Then, we searched for duplicate matches to all 512 possible pentamers within 125 bp of all CNEs in the Ciona intestinalis genome and subsequently calculated the number of tissue-specific neighboring genes associated to each duplicated conserved pentamer and tissue. The rationale for using consensus and not matrix-based searches was that all subclasses of homeodomain proteins have well characterized binding sites that resemble pentamer motifs without degenerate positions , . For the window size parameter, we observed from our case study that the sites had to occur in duplicates with a maximum distance of about 125bp, which was the total length of the fragment between both OTX-sites in the 75bp spacer construct. The score we chose was inspired by ; it does not require a sequence background model. This “motif-tissue-score” is the negative logarithm of the binomial probability to obtain a certain number of annotated genes from a given tissue by chance and therefore reflects the association of individual pentamer motifs with specific tissues.
Our first observation was that a duplicated OTX (GATTA) motif within 125 basepairs appears among the motifs with the highest score in the anterior CNS region (Table S3). For instance, genes containing duplicated GATTA motifs within 125bp in their flanking conserved genomic DNA are more likely to be expressed in the anterior nervous system than in any of the other tissues used in this analysis, including the posterior CNS (26% versus 12% or less, Table 1).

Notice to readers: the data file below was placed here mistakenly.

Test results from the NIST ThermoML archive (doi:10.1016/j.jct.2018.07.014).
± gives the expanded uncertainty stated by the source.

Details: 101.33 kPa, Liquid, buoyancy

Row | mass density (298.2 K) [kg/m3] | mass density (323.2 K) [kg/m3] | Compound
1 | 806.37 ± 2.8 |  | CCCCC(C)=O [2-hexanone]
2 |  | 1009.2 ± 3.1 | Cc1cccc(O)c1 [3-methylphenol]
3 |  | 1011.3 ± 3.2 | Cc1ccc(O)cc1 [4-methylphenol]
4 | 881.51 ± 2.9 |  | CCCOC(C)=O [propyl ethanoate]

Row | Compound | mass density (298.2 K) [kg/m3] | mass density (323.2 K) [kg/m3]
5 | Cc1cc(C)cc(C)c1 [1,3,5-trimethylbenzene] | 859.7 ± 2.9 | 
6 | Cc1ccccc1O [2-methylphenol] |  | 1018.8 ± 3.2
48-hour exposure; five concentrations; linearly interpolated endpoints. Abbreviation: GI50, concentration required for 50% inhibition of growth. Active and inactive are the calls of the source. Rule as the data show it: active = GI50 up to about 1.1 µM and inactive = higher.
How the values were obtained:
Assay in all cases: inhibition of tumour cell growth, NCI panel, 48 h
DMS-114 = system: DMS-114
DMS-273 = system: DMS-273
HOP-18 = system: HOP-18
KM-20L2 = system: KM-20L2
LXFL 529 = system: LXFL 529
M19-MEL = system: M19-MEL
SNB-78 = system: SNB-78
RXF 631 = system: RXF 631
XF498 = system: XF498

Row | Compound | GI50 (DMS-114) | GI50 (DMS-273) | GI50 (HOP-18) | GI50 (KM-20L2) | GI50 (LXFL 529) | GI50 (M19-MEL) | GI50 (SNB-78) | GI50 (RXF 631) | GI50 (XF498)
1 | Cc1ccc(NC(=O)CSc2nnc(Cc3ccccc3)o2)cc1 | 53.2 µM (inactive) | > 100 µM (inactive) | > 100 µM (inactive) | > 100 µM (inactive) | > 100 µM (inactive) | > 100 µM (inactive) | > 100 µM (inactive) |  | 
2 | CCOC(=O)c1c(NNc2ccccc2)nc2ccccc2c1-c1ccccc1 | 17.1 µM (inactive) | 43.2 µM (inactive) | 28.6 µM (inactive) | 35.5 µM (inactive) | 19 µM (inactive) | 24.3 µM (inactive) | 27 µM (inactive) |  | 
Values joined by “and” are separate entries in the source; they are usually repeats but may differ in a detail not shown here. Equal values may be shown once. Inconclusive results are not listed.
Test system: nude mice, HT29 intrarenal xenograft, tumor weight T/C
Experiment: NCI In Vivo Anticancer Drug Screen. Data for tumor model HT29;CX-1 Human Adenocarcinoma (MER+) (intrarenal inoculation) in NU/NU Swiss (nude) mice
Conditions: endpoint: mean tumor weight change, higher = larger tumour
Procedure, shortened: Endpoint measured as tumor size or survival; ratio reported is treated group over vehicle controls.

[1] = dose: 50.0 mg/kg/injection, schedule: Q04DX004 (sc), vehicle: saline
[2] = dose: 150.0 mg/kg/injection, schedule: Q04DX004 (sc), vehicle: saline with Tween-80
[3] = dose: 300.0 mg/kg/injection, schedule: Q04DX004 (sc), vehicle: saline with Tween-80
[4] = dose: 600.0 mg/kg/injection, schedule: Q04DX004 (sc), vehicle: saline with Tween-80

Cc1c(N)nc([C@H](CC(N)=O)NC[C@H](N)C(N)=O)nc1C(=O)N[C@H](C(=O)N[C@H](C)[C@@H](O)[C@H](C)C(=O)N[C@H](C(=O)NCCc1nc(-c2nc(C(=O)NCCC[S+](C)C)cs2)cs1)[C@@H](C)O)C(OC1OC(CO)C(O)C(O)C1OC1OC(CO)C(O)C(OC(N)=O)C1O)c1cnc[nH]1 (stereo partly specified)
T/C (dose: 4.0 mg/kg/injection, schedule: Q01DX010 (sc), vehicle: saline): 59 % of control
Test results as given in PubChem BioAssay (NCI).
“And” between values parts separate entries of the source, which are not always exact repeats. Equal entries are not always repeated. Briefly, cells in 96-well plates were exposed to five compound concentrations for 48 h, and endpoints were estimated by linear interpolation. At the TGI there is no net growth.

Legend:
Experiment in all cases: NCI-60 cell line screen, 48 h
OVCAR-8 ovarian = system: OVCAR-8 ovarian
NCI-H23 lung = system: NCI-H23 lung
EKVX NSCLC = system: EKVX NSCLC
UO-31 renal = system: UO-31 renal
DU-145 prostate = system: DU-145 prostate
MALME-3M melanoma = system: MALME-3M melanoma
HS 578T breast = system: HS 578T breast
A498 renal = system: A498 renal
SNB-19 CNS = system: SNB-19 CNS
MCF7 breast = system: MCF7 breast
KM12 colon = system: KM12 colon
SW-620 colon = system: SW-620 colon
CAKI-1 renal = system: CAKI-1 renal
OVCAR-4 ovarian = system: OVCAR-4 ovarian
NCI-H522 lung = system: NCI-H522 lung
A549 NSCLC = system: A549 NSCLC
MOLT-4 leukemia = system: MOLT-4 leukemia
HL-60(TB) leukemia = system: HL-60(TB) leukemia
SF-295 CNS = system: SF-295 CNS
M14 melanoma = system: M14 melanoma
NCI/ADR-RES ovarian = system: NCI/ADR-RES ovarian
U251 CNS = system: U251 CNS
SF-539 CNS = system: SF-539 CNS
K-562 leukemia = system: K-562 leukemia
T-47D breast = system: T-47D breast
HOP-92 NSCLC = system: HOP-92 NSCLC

Table 1. Antero-posterior distribution of enhancers with 2×GATTA tags.doi:10.1371/journal.pgen.1000912.t001
We then set out to assess the robustness of this analysis to variations of all three parameters: copy-number, window size and gene annotation. We varied the number of motif-duplicates from one to four and still obtained the highest motif-tissue scores in the anterior region with two copies. Increasing the window size from 25bp to 300bp did not change the scores to a large extent and the relative order between the anterior nervous system and other tissues always remained the same (Figure S3). The influence of errors in the manual annotation process was investigated by a simulation: we randomized 10% of all gene annotations and repeated this procedure 100 times. The 95% confidence intervals from these are small compared to the total differences between the tissues (Figure 4).